India, France set for Rafale talks, old Mirage deal may come handy

The deal to buy 36 Rafale jets in flyaway condition was announced by India during Modi’s visit to France in April.

Written by Pranav Kulkarni | New Delhi | Published:May 7, 2015 3:46 am
Rafale deal, india france defence deal, narendra modi, Manohar Parrikar, Mirage aircraft, Indian Air Force, Rafale aircraft, modi Rafale deal, Modi Rafale Purchase, india news, nation news The deal to buy 36 Rafale jets in flyaway condition was announced by India during Modi’s visit to France in April.

As India and France sit down to finalise a government-to-government deal on Rafale jets clause-by-clause from now on, the 1982 Main Mirage Agreement that the two once signed to procure the Mirage aircraft, also from Dassault, may be referred to on instances. The Indian and the French defence ministers on Wednesday agreed to set up teams to sign an inter-governmental agreement (IGA) to procure 36 Rafale jets, announcement for which was made during PM Narendra Modi’s France visit last month.

“As per the discussion that took place today, the Dassault team will be providing technical assistance to the teams set up by India and France… The French side is already in the process of nominating its members,” said an official.

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According to the official, what is likely to help accelerating the process is the fact that the deal has been under negotiation for over three years now. “The papers are ready. The facts, the specifications are on table… now it is just about signing the IGA. And we have had the experience of procuring the Mirage aircraft in 1982 from France. Unlike the US — where the FMS (foreign military sales) route dictates terms, there is no FMS route with France. So the IGA assumes importance,” the official said.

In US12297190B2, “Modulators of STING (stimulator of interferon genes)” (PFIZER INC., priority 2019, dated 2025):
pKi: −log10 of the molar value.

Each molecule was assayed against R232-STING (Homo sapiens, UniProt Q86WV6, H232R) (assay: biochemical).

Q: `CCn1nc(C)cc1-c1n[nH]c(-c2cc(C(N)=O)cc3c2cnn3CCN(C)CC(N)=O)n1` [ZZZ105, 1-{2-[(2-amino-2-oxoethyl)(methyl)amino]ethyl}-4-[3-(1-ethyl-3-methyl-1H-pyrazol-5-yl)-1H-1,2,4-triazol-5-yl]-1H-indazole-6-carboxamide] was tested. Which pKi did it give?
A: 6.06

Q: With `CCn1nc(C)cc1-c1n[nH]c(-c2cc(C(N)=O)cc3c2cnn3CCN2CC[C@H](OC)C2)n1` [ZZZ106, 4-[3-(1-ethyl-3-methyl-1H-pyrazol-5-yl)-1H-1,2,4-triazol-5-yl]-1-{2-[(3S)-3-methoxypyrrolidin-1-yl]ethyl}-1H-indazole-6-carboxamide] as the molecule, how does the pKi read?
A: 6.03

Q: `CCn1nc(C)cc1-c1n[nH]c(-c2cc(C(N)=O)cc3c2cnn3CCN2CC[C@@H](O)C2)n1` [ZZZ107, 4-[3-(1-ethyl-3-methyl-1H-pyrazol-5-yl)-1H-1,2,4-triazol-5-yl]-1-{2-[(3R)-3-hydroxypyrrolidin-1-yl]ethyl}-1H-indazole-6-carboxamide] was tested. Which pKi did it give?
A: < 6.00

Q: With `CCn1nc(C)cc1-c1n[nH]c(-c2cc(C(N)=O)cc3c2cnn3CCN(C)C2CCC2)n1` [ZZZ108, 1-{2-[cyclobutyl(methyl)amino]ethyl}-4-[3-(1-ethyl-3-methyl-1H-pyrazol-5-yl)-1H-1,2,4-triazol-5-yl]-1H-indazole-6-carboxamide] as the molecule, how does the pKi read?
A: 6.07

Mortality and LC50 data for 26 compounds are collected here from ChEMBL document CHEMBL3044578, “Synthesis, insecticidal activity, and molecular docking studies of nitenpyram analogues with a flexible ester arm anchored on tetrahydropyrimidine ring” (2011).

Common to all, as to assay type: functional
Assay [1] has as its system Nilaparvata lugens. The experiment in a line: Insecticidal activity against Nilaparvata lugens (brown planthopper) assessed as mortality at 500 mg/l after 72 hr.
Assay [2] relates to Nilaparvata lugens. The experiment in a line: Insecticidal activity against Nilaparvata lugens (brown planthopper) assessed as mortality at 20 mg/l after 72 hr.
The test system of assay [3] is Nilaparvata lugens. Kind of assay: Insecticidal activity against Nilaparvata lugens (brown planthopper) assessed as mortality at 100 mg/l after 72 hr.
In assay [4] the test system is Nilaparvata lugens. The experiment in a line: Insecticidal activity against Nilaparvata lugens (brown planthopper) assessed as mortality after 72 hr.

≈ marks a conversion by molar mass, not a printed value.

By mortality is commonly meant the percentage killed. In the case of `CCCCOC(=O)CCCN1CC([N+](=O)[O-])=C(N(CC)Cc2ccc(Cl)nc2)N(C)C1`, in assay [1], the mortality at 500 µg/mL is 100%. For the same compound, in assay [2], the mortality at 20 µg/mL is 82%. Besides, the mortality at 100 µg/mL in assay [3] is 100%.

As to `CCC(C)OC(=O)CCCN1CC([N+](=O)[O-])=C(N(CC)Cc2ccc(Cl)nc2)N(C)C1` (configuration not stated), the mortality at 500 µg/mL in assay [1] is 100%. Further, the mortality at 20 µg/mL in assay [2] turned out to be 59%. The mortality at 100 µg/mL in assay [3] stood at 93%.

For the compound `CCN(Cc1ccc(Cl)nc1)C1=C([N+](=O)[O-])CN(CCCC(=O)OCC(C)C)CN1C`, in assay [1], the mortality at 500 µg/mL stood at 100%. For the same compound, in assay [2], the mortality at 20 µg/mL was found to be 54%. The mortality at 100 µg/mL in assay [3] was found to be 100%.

The deal to buy 36 Rafale jets in flyaway condition was announced by India during Modi’s visit to France in April. Days after the announcement, Defence Minister Manohar Parrikar indicated that the ongoing deal to purchase 126 Rafale jets from Dassault was almost over. The next logical step is to thus arrive at an IGA, which according to the defence procurement procedure, “would not classically follow the standard procurement procedure and the standard contract document”.

Instead, it gives India the opportunity to negotiate hard with the French to arrive at what the defence procurement procedure calls “mutually agreed provisions by the Governments of both the countries”.

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